Paris Cyber Agreement
December 14, 2020
Microsoft played a leading role in the creation of the cyber agreement, and other major U.S.-based technology companies like Facebook and Google are among the signatories. Fortunately, the past year has also shown a renewed commitment to initiatives to combat this escalation of threats, including the dual dialogues at the United Nations on responsible norms and behaviour in cyberspace, which began in the fall. In addition, the UN Secretary-General`s High Level Group on Digital Cooperation mandated in its report to respect the commitments and permanent structures to safeguard the stability and accessibility of cyberspace. Together, this moment is an opportunity to turn the page against the dangers of escalating tensions in cyberspace through collective action. And among these parallel efforts, the Paris Appeal stands out as a multi-party catalyst for further progress, with principles in which governments, industry and civil society can participate at the same time. In April, Microsoft announced the Cybersecurity Tech Agreement, an agreement similar to the Paris call signed by more than 60 technology companies, which it called the “Geneva Digital Convention.” In July, the company publicly committed to regulating facial recognition technology and said it was developing its own principles for its use. In August, Microsoft then took action against hacker group Fancy Bear. In an announcement that could have been just as plausible to the FBI, the company went so far as to attribute the series of malicious domains it confiscated as coming from Russia. Meanwhile, groups such as Cybersecurity Tech Accord, Internet Society, Global Cyber Alliance and CyberGreen are working to strengthen solutions to improve cyber hygiene or basic safety practices among signatories, in accordance with Principle Seven. Last year, we were alerted to countless cyber attacks that are becoming more sophisticated, confirming the need for initiatives such as the Paris appeal.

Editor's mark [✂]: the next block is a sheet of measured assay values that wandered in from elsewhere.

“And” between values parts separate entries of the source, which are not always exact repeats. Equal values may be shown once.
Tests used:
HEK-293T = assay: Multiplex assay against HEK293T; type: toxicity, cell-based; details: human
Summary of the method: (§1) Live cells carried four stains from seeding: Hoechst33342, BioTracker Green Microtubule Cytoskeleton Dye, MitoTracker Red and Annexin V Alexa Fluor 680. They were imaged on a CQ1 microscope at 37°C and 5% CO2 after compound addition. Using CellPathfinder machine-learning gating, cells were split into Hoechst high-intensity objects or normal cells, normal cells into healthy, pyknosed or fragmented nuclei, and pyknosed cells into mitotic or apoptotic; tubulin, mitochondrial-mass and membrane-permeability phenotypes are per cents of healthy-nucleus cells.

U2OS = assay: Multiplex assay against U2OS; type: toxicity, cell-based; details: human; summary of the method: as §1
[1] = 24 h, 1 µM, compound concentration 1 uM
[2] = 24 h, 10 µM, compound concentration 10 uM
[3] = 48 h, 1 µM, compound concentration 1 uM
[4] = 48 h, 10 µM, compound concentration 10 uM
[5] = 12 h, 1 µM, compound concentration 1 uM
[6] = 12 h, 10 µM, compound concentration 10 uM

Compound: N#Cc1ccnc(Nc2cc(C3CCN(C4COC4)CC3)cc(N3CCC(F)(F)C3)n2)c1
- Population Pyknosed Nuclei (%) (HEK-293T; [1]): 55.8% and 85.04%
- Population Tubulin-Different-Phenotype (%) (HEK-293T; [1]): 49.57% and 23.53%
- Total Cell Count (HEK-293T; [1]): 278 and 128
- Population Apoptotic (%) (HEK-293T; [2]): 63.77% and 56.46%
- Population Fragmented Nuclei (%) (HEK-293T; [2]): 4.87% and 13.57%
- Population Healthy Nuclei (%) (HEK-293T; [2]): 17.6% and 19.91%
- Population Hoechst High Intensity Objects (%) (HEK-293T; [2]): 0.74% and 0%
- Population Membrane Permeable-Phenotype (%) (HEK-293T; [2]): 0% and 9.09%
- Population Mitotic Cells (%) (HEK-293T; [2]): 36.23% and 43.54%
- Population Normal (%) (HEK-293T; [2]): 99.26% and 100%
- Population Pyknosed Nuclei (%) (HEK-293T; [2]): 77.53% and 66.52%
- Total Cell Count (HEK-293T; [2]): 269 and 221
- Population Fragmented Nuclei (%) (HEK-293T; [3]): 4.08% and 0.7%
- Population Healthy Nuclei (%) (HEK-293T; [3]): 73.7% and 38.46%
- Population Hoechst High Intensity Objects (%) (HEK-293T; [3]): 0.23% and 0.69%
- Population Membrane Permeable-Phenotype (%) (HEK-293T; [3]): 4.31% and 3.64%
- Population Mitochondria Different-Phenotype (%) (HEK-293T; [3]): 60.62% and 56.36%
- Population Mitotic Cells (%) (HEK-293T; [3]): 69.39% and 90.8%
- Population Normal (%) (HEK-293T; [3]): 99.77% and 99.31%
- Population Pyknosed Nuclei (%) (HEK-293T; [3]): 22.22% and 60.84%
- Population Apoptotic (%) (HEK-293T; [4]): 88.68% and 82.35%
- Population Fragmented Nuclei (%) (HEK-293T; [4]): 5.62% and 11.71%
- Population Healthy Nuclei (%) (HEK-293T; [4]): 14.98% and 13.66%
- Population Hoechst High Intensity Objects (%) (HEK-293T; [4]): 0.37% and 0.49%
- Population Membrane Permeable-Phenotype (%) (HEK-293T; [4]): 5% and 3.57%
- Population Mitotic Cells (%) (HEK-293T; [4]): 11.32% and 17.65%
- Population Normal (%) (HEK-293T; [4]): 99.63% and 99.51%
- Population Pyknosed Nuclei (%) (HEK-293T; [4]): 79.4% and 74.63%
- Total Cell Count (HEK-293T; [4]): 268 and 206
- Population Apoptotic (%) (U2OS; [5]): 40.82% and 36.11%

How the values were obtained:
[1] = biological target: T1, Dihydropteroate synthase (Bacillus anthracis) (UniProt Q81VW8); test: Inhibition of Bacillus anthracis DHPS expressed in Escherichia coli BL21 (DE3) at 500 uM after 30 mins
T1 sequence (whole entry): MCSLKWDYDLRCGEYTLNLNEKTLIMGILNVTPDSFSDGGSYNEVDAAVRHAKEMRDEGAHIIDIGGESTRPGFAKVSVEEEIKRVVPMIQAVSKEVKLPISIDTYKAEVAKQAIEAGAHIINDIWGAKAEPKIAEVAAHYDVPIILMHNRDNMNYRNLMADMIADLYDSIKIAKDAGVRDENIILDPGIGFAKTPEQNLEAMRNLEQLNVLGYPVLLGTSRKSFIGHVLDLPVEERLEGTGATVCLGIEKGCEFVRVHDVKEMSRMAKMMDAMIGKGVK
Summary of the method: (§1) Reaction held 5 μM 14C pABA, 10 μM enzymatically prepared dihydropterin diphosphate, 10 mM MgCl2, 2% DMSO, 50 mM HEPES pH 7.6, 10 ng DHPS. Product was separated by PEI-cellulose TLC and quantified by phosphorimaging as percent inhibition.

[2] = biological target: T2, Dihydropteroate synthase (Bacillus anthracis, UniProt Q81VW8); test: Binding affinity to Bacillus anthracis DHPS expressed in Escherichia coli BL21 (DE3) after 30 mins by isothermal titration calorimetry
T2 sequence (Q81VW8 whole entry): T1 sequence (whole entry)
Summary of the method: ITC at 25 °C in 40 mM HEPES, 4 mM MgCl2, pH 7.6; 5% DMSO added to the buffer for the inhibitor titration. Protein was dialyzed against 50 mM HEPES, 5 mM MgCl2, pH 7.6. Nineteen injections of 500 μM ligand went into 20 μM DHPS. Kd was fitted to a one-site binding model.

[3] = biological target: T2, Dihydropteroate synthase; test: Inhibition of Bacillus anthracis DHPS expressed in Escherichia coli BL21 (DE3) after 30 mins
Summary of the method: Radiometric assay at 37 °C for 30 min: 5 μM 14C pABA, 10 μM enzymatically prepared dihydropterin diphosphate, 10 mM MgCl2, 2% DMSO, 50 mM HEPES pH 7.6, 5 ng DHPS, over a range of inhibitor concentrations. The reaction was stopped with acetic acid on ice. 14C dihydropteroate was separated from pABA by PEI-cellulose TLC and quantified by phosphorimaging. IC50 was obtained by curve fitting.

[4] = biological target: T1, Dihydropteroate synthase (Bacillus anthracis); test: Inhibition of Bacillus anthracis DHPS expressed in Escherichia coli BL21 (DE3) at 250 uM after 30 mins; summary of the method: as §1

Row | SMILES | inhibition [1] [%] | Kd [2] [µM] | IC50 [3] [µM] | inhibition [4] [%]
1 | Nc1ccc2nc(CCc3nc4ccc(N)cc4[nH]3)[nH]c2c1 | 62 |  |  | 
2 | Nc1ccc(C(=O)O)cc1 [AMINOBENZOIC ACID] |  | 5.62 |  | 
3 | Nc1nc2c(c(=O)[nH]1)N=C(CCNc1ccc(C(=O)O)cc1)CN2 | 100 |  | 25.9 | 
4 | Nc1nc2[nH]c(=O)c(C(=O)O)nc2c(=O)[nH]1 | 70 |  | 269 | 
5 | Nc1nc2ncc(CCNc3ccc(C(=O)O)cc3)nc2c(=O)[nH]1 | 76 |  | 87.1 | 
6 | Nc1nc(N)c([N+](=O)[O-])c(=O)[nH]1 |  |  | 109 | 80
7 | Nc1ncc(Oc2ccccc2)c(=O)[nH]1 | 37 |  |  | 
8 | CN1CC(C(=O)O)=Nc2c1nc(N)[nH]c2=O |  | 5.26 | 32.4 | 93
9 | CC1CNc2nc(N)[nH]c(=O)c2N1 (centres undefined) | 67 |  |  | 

The attack on India`s Kudankulam nuclear power plant in October is just the latest example of the kind of ruthless behavior in cyberspace that can no longer be tolerated, along with other recent examples, including ransomware attacks on cities and accusations that nations target others with malware.